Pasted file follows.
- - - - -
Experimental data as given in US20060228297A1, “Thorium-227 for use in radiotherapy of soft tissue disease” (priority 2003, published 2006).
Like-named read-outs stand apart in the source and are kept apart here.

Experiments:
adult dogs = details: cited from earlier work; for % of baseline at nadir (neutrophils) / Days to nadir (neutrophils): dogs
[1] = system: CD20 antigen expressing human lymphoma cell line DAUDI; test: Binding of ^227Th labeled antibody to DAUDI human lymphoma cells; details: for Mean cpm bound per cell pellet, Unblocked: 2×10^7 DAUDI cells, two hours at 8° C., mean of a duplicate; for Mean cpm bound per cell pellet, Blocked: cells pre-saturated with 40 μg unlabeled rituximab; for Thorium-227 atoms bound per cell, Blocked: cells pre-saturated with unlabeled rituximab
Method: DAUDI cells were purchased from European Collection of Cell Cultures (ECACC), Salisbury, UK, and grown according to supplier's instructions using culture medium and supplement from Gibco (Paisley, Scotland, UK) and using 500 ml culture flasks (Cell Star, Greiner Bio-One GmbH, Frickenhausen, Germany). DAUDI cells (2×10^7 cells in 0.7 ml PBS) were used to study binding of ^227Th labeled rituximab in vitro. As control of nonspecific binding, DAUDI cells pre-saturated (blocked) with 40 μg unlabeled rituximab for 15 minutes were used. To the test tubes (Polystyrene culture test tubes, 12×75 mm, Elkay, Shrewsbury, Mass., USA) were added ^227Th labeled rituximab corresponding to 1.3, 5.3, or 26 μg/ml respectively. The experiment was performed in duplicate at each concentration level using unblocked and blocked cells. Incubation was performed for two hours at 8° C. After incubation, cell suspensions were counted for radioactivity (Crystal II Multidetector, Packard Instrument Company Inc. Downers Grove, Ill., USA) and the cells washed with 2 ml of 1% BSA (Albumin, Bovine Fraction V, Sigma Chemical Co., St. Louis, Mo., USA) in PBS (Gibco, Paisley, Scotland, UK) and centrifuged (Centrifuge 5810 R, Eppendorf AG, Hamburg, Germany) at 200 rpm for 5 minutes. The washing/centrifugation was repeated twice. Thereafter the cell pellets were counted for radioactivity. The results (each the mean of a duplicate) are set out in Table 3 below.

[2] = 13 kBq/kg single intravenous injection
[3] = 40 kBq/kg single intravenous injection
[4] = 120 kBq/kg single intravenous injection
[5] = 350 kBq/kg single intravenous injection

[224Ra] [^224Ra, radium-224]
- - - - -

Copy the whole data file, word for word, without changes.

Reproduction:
Experimental data as given in US20060228297A1, “Thorium-227 for use in radiotherapy of soft tissue disease” (priority 2003, published 2006).
Like-named read-outs stand apart in the source and are kept apart here.

Experiments:
adult dogs = details: cited from earlier work; for % of baseline at nadir (neutrophils) / Days to nadir (neutrophils): dogs
[1] = system: CD20 antigen expressing human lymphoma cell line DAUDI; test: Binding of ^227Th labeled antibody to DAUDI human lymphoma cells; details: for Mean cpm bound per cell pellet, Unblocked: 2×10^7 DAUDI cells, two hours at 8° C., mean of a duplicate; for Mean cpm bound per cell pellet, Blocked: cells pre-saturated with 40 μg unlabeled rituximab; for Thorium-227 atoms bound per cell, Blocked: cells pre-saturated with unlabeled rituximab
Method: DAUDI cells were purchased from European Collection of Cell Cultures (ECACC), Salisbury, UK, and grown according to supplier's instructions using culture medium and supplement from Gibco (Paisley, Scotland, UK) and using 500 ml culture flasks (Cell Star, Greiner Bio-One GmbH, Frickenhausen, Germany). DAUDI cells (2×10^7 cells in 0.7 ml PBS) were used to study binding of ^227Th labeled rituximab in vitro. As control of nonspecific binding, DAUDI cells pre-saturated (blocked) with 40 μg unlabeled rituximab for 15 minutes were used. To the test tubes (Polystyrene culture test tubes, 12×75 mm, Elkay, Shrewsbury, Mass., USA) were added ^227Th labeled rituximab corresponding to 1.3, 5.3, or 26 μg/ml respectively. The experiment was performed in duplicate at each concentration level using unblocked and blocked cells. Incubation was performed for two hours at 8° C. After incubation, cell suspensions were counted for radioactivity (Crystal II Multidetector, Packard Instrument Company Inc. Downers Grove, Ill., USA) and the cells washed with 2 ml of 1% BSA (Albumin, Bovine Fraction V, Sigma Chemical Co., St. Louis, Mo., USA) in PBS (Gibco, Paisley, Scotland, UK) and centrifuged (Centrifuge 5810 R, Eppendorf AG, Hamburg, Germany) at 200 rpm for 5 minutes. The washing/centrifugation was repeated twice. Thereafter the cell pellets were counted for radioactivity. The results (each the mean of a duplicate) are set out in Table 3 below.

[2] = 13 kBq/kg single intravenous injection
[3] = 40 kBq/kg single intravenous injection
[4] = 120 kBq/kg single intravenous injection
[5] = 350 kBq/kg single intravenous injection

[224Ra] [^224Ra, radium-224]